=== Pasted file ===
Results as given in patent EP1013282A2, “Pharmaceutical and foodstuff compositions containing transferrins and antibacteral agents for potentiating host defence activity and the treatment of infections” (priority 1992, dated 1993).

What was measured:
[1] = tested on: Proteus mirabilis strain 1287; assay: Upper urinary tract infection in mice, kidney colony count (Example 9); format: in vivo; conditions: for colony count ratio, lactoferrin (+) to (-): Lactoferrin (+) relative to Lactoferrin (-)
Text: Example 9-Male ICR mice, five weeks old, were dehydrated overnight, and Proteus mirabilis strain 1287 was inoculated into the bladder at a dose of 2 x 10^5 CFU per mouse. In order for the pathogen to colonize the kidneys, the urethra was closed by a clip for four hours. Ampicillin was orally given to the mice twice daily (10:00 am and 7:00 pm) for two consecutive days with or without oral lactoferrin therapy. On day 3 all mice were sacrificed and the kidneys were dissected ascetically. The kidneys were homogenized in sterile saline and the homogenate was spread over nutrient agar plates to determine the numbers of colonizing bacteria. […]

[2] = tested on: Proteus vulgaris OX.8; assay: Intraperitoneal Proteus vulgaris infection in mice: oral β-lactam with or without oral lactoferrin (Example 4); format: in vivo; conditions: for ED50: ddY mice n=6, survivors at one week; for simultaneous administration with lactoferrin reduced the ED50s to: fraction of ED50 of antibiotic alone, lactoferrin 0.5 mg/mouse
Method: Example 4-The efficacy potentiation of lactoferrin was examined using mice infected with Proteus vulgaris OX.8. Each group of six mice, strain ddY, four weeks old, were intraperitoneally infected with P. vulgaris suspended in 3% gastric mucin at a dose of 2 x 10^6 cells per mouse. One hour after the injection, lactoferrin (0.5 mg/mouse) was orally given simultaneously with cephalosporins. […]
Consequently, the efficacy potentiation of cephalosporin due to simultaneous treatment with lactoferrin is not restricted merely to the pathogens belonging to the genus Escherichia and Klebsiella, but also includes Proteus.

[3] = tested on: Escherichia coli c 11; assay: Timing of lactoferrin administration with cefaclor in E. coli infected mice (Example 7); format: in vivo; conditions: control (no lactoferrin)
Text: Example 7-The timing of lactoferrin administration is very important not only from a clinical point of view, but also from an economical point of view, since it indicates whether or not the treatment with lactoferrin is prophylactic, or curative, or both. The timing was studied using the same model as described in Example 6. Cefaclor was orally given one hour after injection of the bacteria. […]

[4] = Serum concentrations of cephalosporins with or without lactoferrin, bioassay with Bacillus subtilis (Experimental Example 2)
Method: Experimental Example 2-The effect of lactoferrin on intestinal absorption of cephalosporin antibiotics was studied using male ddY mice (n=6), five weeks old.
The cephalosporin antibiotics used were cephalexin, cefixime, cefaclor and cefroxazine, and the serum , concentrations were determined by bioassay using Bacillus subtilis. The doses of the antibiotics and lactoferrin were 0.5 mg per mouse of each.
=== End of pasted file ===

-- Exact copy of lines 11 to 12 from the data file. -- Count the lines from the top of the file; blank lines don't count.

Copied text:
Method: Experimental Example 2-The effect of lactoferrin on intestinal absorption of cephalosporin antibiotics was studied using male ddY mice (n=6), five weeks old.
The cephalosporin antibiotics used were cephalexin, cefixime, cefaclor and cefroxazine, and the serum , concentrations were determined by bioassay using Bacillus subtilis. The doses of the antibiotics and lactoferrin were 0.5 mg per mouse of each.